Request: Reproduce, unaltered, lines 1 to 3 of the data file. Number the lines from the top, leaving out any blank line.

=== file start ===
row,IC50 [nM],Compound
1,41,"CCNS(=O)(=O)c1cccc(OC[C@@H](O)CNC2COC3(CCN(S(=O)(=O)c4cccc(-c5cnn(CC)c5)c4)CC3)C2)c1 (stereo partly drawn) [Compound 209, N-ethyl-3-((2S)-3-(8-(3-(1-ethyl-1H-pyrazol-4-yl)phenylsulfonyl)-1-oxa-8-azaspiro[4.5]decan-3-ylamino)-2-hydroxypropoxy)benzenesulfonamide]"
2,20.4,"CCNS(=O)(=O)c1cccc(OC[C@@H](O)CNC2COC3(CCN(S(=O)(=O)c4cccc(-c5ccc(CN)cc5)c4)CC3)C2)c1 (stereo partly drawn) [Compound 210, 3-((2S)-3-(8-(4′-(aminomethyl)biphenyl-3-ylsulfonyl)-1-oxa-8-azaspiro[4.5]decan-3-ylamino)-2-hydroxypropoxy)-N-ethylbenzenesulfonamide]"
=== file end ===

row,IC50 [nM],Compound
1,41,"CCNS(=O)(=O)c1cccc(OC[C@@H](O)CNC2COC3(CCN(S(=O)(=O)c4cccc(-c5cnn(CC)c5)c4)CC3)C2)c1 (stereo partly drawn) [Compound 209, N-ethyl-3-((2S)-3-(8-(3-(1-ethyl-1H-pyrazol-4-yl)phenylsulfonyl)-1-oxa-8-azaspiro[4.5]decan-3-ylamino)-2-hydroxypropoxy)benzenesulfonamide]"
2,20.4,"CCNS(=O)(=O)c1cccc(OC[C@@H](O)CNC2COC3(CCN(S(=O)(=O)c4cccc(-c5ccc(CN)cc5)c4)CC3)C2)c1 (stereo partly drawn) [Compound 210, 3-((2S)-3-(8-(4′-(aminomethyl)biphenyl-3-ylsulfonyl)-1-oxa-8-azaspiro[4.5]decan-3-ylamino)-2-hydroxypropoxy)-N-ethylbenzenesulfonamide]"